After using the 2012 award-winning Emma Noble design in 2012  and 2013, the Royal Mint went with a new piece of art by designer Laura Clancy in 2014 for its annual £5 Remembrance Day coin issued for the island of Alderney. The coins have special significance at the moment as we’re currently in the centenary period of the war years from World War I and it’s good to see the mint make the effort not to recycle a previous design again.

Using the same trichromatic printing process used on last years coin, this new design sticks with the strong visual theme of poppy flowers in a field, an iconic symbol of the fallen in war. A busier design, one more routed in reality than last years, it’s a fine representation and continues the line of excellent, stylish reverses that have adorned this series over the last few years.

For the first time the Royal Mint has issued a double thickness Piedfort version of the coin. A piedfort coin has the same diameter as a standard one, in this case 38.6mm, but doubles the weight, all of which is taken up in thickness. It’s a decent addition, but we really do have a problem with the pricing here. At £80, the standard coin is normally priced for the Royal Mint, but given that the only difference between this and the piedfort is double the weight, we have to seriously question why we have double the price. Given the cost of design, dies, packaging, advertising and the myriad other expenses that go into modern coins are pretty much identical for both, it’s clear that the metal content is the only real difference with regards to the production cost, which leaves the only real extra as being around £8 worth of metal. Charging an extra £80 for that is stretching economics too far for us. There’s plenty of profit to be made at £120 for example, so £160 makes this poor value.

Saying that, we love the design and the cheaper coin is a fine purchase, For those on a stricter budget there’s a bimetallic version available for £13. Available now direct from the Royal Mint.


Since 2012 The Royal Mint has struck a special Remembrance Day Alderney £5 Coin featuring the poppy – a widely recognised symbol of remembrance – to honour servicemen and women who have lost their lives in times of war.

The Royal Mint’s Remembrance Day coin for 2015 bears a poignant composition by Royal Mint Engraver, Glyn Davies, who, taking transience as his theme, was inspired not only by personal loss but also the concept of the transformation of Flanders Fields.

Creating the design was a moving task, as Glyn explains: “When I considered what remembrance meant to me, I felt it was about putting myself in the position of someone who has experienced grief. Not everyone will have lost someone through conflict, but we can understand the feeling of losing a loved one. My mother died just over five years ago so I could relate to the subject of loss. I was also able to use photographs of the poppy fields that surrounded my parents’ house for reference. I wanted to create a narrative and sense of transience.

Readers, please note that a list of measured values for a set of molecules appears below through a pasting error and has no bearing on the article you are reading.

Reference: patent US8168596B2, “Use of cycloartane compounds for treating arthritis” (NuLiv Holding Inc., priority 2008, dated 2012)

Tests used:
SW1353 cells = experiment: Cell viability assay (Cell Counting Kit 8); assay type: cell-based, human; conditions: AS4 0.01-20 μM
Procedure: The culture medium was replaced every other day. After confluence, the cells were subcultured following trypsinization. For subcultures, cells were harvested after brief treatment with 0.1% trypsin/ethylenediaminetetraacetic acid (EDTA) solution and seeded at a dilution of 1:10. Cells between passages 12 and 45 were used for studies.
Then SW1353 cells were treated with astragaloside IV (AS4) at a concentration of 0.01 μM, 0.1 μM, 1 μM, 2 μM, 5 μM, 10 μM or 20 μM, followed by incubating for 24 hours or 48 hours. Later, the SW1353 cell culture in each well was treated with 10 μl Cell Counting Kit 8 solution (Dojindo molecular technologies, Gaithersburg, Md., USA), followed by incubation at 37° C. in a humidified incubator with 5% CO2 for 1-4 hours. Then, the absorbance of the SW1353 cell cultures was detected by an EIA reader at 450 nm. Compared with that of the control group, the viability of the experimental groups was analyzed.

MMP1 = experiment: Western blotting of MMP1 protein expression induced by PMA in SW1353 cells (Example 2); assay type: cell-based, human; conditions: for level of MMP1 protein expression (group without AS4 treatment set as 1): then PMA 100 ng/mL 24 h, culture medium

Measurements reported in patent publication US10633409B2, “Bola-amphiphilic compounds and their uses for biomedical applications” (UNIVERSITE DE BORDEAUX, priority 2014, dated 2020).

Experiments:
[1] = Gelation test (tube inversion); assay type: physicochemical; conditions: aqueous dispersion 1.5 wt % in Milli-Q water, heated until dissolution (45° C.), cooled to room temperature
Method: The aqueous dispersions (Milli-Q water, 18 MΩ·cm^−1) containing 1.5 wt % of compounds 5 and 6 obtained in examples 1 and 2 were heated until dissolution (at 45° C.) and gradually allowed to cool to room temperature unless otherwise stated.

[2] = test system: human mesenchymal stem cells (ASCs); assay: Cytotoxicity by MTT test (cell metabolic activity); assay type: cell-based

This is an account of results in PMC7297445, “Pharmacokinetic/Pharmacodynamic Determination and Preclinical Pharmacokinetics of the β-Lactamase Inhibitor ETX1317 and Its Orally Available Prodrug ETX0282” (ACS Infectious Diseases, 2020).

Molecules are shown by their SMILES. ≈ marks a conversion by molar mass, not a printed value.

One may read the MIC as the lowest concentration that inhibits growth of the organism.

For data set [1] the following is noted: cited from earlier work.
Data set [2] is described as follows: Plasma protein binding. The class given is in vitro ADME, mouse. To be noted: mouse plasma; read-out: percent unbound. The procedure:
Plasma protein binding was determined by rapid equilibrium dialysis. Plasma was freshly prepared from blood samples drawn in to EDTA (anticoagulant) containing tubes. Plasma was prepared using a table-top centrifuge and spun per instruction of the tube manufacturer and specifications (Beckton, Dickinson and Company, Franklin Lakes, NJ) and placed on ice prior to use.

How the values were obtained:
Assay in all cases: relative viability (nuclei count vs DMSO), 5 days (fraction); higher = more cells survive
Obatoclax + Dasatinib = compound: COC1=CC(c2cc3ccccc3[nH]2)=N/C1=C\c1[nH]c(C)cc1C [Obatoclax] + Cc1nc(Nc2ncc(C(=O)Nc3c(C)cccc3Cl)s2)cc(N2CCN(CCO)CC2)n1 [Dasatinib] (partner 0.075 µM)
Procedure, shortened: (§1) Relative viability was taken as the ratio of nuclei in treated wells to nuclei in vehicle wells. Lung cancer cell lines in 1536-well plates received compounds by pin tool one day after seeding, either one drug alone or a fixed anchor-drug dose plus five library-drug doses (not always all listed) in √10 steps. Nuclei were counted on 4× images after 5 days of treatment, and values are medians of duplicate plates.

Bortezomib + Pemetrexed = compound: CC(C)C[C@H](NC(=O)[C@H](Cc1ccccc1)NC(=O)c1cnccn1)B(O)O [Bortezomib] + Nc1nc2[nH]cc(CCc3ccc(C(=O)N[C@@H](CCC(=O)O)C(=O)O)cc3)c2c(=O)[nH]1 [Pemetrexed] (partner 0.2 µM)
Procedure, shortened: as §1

“Taking my inspiration from Flanders Fields, the design shows how the landscape would eventually be transformed by the turmoil, in contrast to the fields of poppies that subsequently grew as a direct result of the war’s destruction.”

Anne Jessopp, Director of Commemorative Coin, said “Glyn’s moving design for The Royal Mint’s 2015 Remembrance Day coin is a tribute to those we will never forget – in particular the servicemen and women who have lost their lives in conflicts past and present.”

The coin is accompanied by ex-serviceman Anthony Devanny’s poem We Who Remain. Endorsed by Imperial War Museums, every coin purchased includes a donation to help support their work in encouraging the study and understanding of the history of modern war.

Available in Silver Proof, Silver Proof Piedfort and Brilliant Uncirculated finishes, the coin has been colour-printed using a ‘trichromatic’ printing process that layers colour onto the coin to capture every detail of the vibrant red colouring of the poppy. The obverse features the coinage portrait of Her Majesty The Queen by Ian Rank-Broadley FRBS.




Anthony first enlisted into his local Infantry Battalion, The Duke of Wellington’s Regiment, which is now part of The Yorkshire Regiment. Over his 23 years in the British Army, Anthony served in many operations, including Bosnia, Northern Ireland, Kosovo, Iraq and three tours of Afghanistan; he received The Queen’s Commendation for Valuable Service (QCVS) for work in Iraq. His poem reminds us that remembrance, conflict and its impact goes on.

“Having We Who Remain chosen by The Royal Mint to accompany the 2015 Remembrance Coin is extremely humbling. I hope the poem is well received by those who come across it and that they all understand what I was thinking and feeling at that time and every day since.”

We Who Remain
We are indeed the lucky and unlucky ones,
As we are the ones who have lived to tell the tales of those we once knew.

We are the ones who carry those scars of things seen, done and lost.
We are the ones who must never let those who are not here be forgotten by the new.

We are the ones who will never need to be reminded that, “We will remember them,”
As we are the ones who will always remember those we forever call friend.



An engraver at The Royal Mint since 2012, Glyn already has a medal for the Zoological Society and the ‘Portrait of Britain’ Collection to his name. His most recent work is the design for the coin commemorating 600 years since The Battle of Agincourt.

Glyn worked as an animator before gaining a Masters Degree in Post Production at Bournemouth University. He subsequently worked as a set designer, video editor and motion graphic designer before joining The Royal Mint.



£5 UKP 0.999 SILVER 28.28 g 38.61 mm PROOF 3,000 YES / YES
£5 UKP 0.999 SILVER 56.56 g 38.61 mm PROOF 1,500 YES / YES